Get Better Grades This Year Than You Did Last Year

If you want this to be your best academic year yet, you should try to learn from your past mistakes. Sometimes it's hard to admit and correct your mistakes but if you want to improve, that's the key to doing it.


Defining what hasn't worked

  1. Know your mistakes. If you have any marked worksheets or exam papers with you, flip through and see what mistakes you have made. Knowing your mistakes will make it much easier to focus on ways to correct these in the future, as well as informing you of the likely errors you make often.
  2. Re-read and think about past work. What were you good at? What weren't you good at? What can be improved? If you're stuck, or don't know why you got a bad mark, ask your teacher for help.
  3. Check your former rubrics. If you have access to grading criteria, namely those lists that say "An A grade answer will have done X, Y and Z", look them up. Look at the difference between the grade you got and the grade that is above yours. This can help you determine what needs to be done to help you achieve the criteria in the next grade.
    • Focus on what you're missing out, gliding over or not learning enough for.

Getting ready for a new year's learning

  1. Collect some revision books over the summer holidays and start reading through them. This is particularly important if you are studying a topic you have never studied before. By doing this, you will get some background knowledge on the subject, which will make lessons easier for you during term time. You can just read the books or take notes as you go along- it's up to you.
  2. Make sure you have all your pencils, pens and the like together for the start of the next school term in order to get the best start. Also, make sure your study area at home is tidy and organized.
  3. Let parents and friends know that you are trying to improve your grades. They can offer you extra help. If you don't understand something, just ask. It doesn't matter how long you spend on something if you don't understand it.
  4. Get to know the teacher. If the teacher knows that you want to learn by getting extra help, he or she will give you a point maybe if you are on a border line grade.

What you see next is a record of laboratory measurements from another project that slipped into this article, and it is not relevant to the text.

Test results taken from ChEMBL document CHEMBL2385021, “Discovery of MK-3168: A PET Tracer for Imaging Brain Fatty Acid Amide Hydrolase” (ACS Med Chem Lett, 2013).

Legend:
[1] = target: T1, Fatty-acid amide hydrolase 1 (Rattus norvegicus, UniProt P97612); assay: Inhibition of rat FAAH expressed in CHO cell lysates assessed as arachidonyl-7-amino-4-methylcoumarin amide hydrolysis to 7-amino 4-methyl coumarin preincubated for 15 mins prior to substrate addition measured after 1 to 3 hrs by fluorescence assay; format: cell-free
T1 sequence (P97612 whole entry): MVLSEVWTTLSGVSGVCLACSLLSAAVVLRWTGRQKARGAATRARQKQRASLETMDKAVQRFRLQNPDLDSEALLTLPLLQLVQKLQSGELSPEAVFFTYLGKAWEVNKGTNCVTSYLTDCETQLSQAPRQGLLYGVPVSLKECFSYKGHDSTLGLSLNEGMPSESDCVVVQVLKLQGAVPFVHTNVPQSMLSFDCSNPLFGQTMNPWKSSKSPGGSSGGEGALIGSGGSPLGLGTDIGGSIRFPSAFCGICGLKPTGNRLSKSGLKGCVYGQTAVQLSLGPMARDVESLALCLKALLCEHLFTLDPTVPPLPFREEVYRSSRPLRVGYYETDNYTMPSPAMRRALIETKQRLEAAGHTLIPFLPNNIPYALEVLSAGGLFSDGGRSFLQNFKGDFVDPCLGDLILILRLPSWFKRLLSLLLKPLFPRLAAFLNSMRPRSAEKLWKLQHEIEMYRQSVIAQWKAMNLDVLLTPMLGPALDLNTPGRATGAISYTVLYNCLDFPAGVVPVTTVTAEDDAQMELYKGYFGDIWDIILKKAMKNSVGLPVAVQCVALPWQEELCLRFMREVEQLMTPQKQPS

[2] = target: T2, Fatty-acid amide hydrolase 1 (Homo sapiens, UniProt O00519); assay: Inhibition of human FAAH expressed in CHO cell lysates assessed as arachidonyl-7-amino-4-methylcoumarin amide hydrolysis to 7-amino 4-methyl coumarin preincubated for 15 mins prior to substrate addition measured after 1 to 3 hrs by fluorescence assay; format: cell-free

5. Get and use a monthly planner. Many schools give these for free. Write down not only what day you have a big test or assignment due, but also days on which you will devote a block of study time to preparation for the test or the the assignment.

Improving your learning techniques

  1. Correct your mistakes. Once you know what your mistakes are, it's time to correct them. You might need some help for this so it's a good idea to get a tutor, teacher or anybody else whom you think might be able to help you. Remember, they are the people helping you so don't be afraid to tell them your problems in answering a question.
  2. Be sure to ask questions. Feeling secure about asking questions is important for ensuring that you know what is needed.
  3. Pay attention when your tutor or teacher is going through the topics that you are weak in. That's the only way to absorb all the knowledge into your brain.
  4. Change your note taking technique. How good is it already? It is probable that it needs improving. Consider how you could improve it. You could practice taking notes on the lyrics of a song or some script from part of a film if you need some practice at home. This step is particularly important if your course has lectures. Part of taking good notes involves writing down whatever the teacher writes on the board unless they say 'otherwise'. Also, if the teacher emphasizes any point, write that down as well. Another way that might help is if you type up your notes when you have a chance. This method makes them neater and easier to read and study from.